Lifespan: 6/3 of Daiei 2 (1522) to 3/30 of Tenshō 17 (1589)
Other Names: Kojirō (common), Oni-Makabe (nickname), Anrekiken (monk’s name)
Rank: bushō, kokujin
Title: Uemon-no-suke, Aki-no-kami (informal)
Clan: Makabe (descended from the Daijō clan of the Kenmu-Taira)
Lord: Satake clan
Father: Makabe Iemoto
Children: Ujimoto, Yoshimoto, daughter (wife of Kajiwara Masakage), daughter (wife of Daijō Kiyomoto)
Makabe Hisamoto served as a bushō during the Sengoku and Azuchi-Momoyama periods. He was a kokujin, or provincial landowner, and served as a retainer of the Satake clan of Hitachi Province. Hisamoto served as the lord of Makabe Castle in the Makabe District of Hitachi.
In the midst of ongoing conflict between the Satake (based in northern Hitachi), the Oda (based in southern Hitachi), and the Gohōjō (based in Sagami), Hisamoto expanded the authority of the Makabe clan.
References in historical records to the nickname of Makabe the Demon for his ferocity on the battlefield that are attributed to his son, Ujimoto, may, in fact, have been in reference to Hisamoto.
Initially, Hisamoto obeyed the Oda clan, but, in 1548, he joined with Mizunoya Masamura to abandon the Oda. In 1560, Hisamoto attacked Daijō Norimoto but, through the mediation of Ashikaga Yoshiuji, the Koga kubō, settled. In 1561, after Satake Yoshiaki advanced into this territory, he joined forces with him and, together with Ōta Sukemasa of Katano Castle and Kajiwara Masakage (Sukemasa’s second son and Hisamoto’s son-in-law), served in the vanguard against the Oda. In particular, in 1569, at the Battle of Tebaizaka, these forces imposed major losses on the army of Oda Ujiharu and captured Oda Castle. Thereafter, Ujiharu could no longer recapture his main base. In this battle, he had Daizō-bō, a priest from the Negoro Group, kill a member of the Oda family named Okami Harusuke by shooting him in the chest with an arquebus. This was the earliest known use of the arquebus in this area. In 1573, Hisamoto mediated a settlement between Oda Ujiharu and Satake Yoshishige.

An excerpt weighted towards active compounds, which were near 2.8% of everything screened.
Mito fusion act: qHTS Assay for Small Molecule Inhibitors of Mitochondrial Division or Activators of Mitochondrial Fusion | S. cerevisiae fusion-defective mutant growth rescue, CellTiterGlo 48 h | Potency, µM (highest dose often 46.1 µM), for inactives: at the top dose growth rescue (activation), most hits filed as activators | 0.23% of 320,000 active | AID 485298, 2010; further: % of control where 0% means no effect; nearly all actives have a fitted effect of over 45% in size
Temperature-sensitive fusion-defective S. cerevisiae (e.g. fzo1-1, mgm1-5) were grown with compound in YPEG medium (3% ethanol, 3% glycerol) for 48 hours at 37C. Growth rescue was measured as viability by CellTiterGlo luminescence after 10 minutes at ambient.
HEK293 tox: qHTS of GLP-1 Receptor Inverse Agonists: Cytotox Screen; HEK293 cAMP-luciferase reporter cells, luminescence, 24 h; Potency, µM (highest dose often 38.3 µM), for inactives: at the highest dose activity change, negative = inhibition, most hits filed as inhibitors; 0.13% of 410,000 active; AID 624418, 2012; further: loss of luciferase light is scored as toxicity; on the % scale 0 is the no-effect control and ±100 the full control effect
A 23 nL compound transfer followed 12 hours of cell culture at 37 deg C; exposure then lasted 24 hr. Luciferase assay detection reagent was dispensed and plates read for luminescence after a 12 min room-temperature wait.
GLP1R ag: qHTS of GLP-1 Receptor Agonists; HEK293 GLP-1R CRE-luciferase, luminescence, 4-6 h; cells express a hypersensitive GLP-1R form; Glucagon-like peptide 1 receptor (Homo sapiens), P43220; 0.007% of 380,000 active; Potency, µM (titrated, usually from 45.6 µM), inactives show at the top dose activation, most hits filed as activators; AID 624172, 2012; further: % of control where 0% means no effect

During the Tenshō era (1573 to 1593), Hisamoto transferred headship of the clan to his eldest son and lineal heir, Ujimoto, adopted the monk’s name of Anrekiken-dōmu. Hisamoto exercised independence. While strengthening relations with the Satake clan, he entered into a written pledge with the rival Oda clan to collude and, at the Battle of Numajiri in 1584, initially sided with the Gohōjō clan, later returning to support the Satake. He had other families issue written pledges addressed to him and, even after transferring the headship to Ujimoto, appears to have kept a grip on power.
Hisamoto died in 1589.
In historical accounts of the Makabe family, there are many stories of Hisamoto’s exploits.
In the Akita domain, whenever an issue arose concerning the status of the Makabe family, reference was always made to Hisamoto such that, even in later eras, he was a known individual. Hisamoto, along with his father, Makabe Iemoto, possessed an interest in the cultural arts including renga, or linked-verse poetry, and participated in exchanges as noted by a renga instructor named Inawashiro Kennyo.